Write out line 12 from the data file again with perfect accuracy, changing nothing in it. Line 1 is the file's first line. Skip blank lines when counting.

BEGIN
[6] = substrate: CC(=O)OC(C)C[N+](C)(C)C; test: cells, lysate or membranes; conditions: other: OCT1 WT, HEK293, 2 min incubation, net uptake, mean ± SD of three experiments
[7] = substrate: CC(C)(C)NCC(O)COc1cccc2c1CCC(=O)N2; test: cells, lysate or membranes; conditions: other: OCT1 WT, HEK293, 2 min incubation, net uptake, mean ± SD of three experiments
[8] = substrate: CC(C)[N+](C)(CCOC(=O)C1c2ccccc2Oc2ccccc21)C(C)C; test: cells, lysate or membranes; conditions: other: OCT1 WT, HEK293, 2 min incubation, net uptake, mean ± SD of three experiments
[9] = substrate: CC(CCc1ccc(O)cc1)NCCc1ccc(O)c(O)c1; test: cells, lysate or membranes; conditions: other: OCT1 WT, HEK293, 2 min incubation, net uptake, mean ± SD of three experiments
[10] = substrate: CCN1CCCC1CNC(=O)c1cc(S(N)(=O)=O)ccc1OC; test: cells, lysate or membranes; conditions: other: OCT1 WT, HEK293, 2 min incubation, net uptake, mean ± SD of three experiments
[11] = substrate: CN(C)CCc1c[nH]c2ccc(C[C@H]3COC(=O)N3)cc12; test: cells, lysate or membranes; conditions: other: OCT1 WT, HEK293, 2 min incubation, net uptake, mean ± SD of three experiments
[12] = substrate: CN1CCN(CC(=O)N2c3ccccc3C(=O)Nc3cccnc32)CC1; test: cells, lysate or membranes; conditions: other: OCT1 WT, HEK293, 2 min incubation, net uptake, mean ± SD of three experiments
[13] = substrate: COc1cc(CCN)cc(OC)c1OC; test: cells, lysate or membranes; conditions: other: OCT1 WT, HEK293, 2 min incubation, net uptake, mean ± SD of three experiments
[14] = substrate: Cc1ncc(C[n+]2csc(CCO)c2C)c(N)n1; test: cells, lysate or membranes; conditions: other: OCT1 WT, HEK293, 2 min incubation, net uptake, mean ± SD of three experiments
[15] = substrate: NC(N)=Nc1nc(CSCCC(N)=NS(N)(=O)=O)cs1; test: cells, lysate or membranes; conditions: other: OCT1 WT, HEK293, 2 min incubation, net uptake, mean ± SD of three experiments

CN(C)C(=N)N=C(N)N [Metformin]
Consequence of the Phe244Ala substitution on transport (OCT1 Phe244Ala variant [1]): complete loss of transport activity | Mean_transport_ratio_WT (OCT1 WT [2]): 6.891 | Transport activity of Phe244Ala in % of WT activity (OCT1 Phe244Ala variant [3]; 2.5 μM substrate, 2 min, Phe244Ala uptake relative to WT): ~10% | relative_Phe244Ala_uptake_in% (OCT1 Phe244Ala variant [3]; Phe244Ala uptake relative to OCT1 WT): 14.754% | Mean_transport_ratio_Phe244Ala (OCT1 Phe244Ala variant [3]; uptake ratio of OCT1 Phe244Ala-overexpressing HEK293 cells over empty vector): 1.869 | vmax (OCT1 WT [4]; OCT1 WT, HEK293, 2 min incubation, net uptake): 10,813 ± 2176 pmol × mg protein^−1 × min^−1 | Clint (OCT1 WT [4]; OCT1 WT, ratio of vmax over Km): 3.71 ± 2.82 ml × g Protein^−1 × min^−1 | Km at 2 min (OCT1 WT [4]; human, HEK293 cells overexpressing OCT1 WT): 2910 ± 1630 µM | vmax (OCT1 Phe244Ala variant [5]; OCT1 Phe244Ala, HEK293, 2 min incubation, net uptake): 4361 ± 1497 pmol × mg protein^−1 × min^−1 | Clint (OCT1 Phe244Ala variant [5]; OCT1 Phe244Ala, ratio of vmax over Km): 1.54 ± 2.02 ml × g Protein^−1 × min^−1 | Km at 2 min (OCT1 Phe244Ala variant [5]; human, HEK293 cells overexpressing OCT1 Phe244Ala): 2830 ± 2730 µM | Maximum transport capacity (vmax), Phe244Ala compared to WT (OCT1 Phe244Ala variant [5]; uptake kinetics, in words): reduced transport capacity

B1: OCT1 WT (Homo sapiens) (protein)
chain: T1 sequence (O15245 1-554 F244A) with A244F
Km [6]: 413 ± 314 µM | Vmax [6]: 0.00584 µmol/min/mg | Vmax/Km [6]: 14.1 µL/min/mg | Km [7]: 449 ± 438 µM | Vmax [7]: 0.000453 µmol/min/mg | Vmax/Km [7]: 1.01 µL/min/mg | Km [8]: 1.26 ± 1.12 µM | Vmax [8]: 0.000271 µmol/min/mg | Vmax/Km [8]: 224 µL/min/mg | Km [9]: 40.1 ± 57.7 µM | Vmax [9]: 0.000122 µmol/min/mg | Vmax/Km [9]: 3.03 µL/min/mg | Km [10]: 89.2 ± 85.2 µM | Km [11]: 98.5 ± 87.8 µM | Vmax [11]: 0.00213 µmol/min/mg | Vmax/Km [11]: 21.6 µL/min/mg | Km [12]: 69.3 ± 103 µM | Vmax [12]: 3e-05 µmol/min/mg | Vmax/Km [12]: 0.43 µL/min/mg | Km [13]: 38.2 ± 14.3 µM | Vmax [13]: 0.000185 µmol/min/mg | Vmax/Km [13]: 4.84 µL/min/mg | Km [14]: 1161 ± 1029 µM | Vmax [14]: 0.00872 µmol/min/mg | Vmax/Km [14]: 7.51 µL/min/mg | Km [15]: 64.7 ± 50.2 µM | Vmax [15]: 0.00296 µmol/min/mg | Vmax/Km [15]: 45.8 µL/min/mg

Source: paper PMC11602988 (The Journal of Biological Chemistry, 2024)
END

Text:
Consequence of the Phe244Ala substitution on transport (OCT1 Phe244Ala variant [1]): complete loss of transport activity | Mean_transport_ratio_WT (OCT1 WT [2]): 6.891 | Transport activity of Phe244Ala in % of WT activity (OCT1 Phe244Ala variant [3]; 2.5 μM substrate, 2 min, Phe244Ala uptake relative to WT): ~10% | relative_Phe244Ala_uptake_in% (OCT1 Phe244Ala variant [3]; Phe244Ala uptake relative to OCT1 WT): 14.754% | Mean_transport_ratio_Phe244Ala (OCT1 Phe244Ala variant [3]; uptake ratio of OCT1 Phe244Ala-overexpressing HEK293 cells over empty vector): 1.869 | vmax (OCT1 WT [4]; OCT1 WT, HEK293, 2 min incubation, net uptake): 10,813 ± 2176 pmol × mg protein^−1 × min^−1 | Clint (OCT1 WT [4]; OCT1 WT, ratio of vmax over Km): 3.71 ± 2.82 ml × g Protein^−1 × min^−1 | Km at 2 min (OCT1 WT [4]; human, HEK293 cells overexpressing OCT1 WT): 2910 ± 1630 µM | vmax (OCT1 Phe244Ala variant [5]; OCT1 Phe244Ala, HEK293, 2 min incubation, net uptake): 4361 ± 1497 pmol × mg protein^−1 × min^−1 | Clint (OCT1 Phe244Ala variant [5]; OCT1 Phe244Ala, ratio of vmax over Km): 1.54 ± 2.02 ml × g Protein^−1 × min^−1 | Km at 2 min (OCT1 Phe244Ala variant [5]; human, HEK293 cells overexpressing OCT1 Phe244Ala): 2830 ± 2730 µM | Maximum transport capacity (vmax), Phe244Ala compared to WT (OCT1 Phe244Ala variant [5]; uptake kinetics, in words): reduced transport capacity